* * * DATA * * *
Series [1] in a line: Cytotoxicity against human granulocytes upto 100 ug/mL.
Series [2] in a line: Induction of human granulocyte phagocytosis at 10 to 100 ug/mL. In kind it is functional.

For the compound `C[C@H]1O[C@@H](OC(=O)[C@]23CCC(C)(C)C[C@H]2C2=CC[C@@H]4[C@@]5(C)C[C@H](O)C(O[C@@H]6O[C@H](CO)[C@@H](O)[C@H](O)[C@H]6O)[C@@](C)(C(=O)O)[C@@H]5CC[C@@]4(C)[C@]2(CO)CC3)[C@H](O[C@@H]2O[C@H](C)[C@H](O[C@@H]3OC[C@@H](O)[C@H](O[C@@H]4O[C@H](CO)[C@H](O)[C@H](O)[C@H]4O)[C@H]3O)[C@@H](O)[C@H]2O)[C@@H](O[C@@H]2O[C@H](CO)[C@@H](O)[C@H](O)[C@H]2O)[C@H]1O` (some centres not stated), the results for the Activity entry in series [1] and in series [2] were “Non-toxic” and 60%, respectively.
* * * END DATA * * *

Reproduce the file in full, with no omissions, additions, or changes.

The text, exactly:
Series [1] in a line: Cytotoxicity against human granulocytes upto 100 ug/mL.
Series [2] in a line: Induction of human granulocyte phagocytosis at 10 to 100 ug/mL. In kind it is functional.

For the compound `C[C@H]1O[C@@H](OC(=O)[C@]23CCC(C)(C)C[C@H]2C2=CC[C@@H]4[C@@]5(C)C[C@H](O)C(O[C@@H]6O[C@H](CO)[C@@H](O)[C@H](O)[C@H]6O)[C@@](C)(C(=O)O)[C@@H]5CC[C@@]4(C)[C@]2(CO)CC3)[C@H](O[C@@H]2O[C@H](C)[C@H](O[C@@H]3OC[C@@H](O)[C@H](O[C@@H]4O[C@H](CO)[C@H](O)[C@H](O)[C@H]4O)[C@H]3O)[C@@H](O)[C@H]2O)[C@@H](O[C@@H]2O[C@H](CO)[C@@H](O)[C@H](O)[C@H]2O)[C@H]1O` (some centres not stated), the results for the Activity entry in series [1] and in series [2] were “Non-toxic” and 60%, respectively.